National Harmony Party
|National Harmony Party
Latvian: Tautas Saskaņas partija,
Russian: Партия народного согласия
|Dissolved||10 February 2010|
|Merged into||Social Democratic Party "Harmony"|
Russian minority politics
|National affiliation||Harmony Centre|
|European Parliament group||Progressive Alliance of Socialists and Democrats (2009-2010)|
|Colours||Maroon and white|
|Politics of Latvia
The party identified itself as a social-democratic party. It supported further liberalisation of the citizenship law by granting citizenship to each non-citizen who had lived in Latvia for at least 10 years. (The present law only allows most of them to apply for citizenship through the process of naturalization). It also supported expanding education in minority languages (mainly Russian).
The roots of the TSP lay within the moderate wing of Popular Front of Latvia, the Latvian independence movement of late 1980s and early 1990s. Its leader, Jānis Jurkāns, was the first Minister of Foreign Affairs of newly independent Latvia, from 1990 to 1992 when he had to leave the government for his stance on relations with Russia. Together with other activists, Jurkāns founded the Harmony for Latvia (Saskaņa Latvijai - Atdzimšana Tautsaimniecībai) alliance, which won 13 seats (out of 100) in the 1993 parliamentary election. The alliance split in 1994, with the free-market liberal wing becoming the Political Union of Economists and the social-democratic wing becoming the National Harmony Party. Jānis Jurkāns served as its leader from then until 2005, when he resigned. The party's last Chairman was Jānis Urbanovičs.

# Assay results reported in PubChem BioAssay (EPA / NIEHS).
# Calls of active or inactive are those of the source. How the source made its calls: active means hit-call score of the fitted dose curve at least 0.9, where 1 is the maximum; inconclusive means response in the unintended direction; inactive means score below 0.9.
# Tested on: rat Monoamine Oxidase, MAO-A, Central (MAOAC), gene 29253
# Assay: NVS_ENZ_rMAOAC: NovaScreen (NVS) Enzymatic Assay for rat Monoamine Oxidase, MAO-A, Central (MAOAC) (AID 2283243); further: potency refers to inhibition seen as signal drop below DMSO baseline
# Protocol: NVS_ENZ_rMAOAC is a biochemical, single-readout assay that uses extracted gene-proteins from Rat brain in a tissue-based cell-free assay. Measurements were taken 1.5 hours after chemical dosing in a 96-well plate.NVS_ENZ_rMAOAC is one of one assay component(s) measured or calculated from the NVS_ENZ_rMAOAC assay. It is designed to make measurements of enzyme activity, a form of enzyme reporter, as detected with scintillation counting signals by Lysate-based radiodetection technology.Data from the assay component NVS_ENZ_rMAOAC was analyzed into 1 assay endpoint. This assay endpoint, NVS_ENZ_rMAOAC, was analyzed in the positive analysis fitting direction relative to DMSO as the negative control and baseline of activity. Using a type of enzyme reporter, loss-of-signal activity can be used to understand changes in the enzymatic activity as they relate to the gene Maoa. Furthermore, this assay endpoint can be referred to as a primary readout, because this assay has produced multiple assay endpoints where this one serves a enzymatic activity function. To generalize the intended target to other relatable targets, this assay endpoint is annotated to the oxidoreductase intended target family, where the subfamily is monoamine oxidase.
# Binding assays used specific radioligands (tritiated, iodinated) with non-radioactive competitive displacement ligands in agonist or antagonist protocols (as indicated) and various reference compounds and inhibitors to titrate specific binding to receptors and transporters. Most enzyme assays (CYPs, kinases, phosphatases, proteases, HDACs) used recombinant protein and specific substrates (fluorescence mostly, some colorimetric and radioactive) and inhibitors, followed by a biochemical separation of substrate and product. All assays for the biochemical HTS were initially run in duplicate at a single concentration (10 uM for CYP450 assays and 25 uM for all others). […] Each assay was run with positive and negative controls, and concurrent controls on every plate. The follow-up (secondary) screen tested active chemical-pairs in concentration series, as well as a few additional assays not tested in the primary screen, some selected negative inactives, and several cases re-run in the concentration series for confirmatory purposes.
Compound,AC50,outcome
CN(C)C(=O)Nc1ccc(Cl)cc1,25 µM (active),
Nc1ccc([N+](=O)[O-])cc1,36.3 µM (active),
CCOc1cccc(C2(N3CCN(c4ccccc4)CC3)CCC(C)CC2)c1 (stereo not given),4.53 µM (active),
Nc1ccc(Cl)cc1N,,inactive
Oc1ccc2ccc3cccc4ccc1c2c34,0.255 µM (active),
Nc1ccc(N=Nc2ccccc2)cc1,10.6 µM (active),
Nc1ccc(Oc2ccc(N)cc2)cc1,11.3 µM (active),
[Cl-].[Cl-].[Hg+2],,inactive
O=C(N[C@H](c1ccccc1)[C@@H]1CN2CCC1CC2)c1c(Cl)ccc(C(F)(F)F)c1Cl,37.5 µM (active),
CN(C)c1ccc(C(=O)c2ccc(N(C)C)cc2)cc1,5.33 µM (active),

Since its foundation, the party was popular with ethnically Russian voters for its moderate views on issues of citizenship and state language. Unlike the other parties popular with Russians, it also had a considerable amount of ethnic Latvians in its leadership and was attempting to bridge the gap between the two communities. It won 6 seats during 1995 parliamentary election. In 1998, it allied with two other predominantly Russian parties, Latvian Socialist Party and Equal Rights, both of which held more radical pro-Russian positions. This step seriously damaged the reputation of TSP amongst ethnic Latvians. The three parties founded the For Human Rights in United Latvia alliance. At the legislative elections, on 5 October 2002, the alliance won 18.9% at the popular vote, gaining 25 of the 100 seats in the Saeima. In 2003, TSP left the alliance. It won no seats during the European Parliament elections in 2004, and in 2005 also lost its representation at the Riga City council.
In 2005, the party entered the alliance Harmony Centre, as did the Latvian Socialist Party, one of its former partners in the For Human Rights in United Latvia. Harmony Centre won 17 seats in the 2006 elections. The National Harmony Party merged into the Social Democratic Party "Harmony" on 10 February 2010.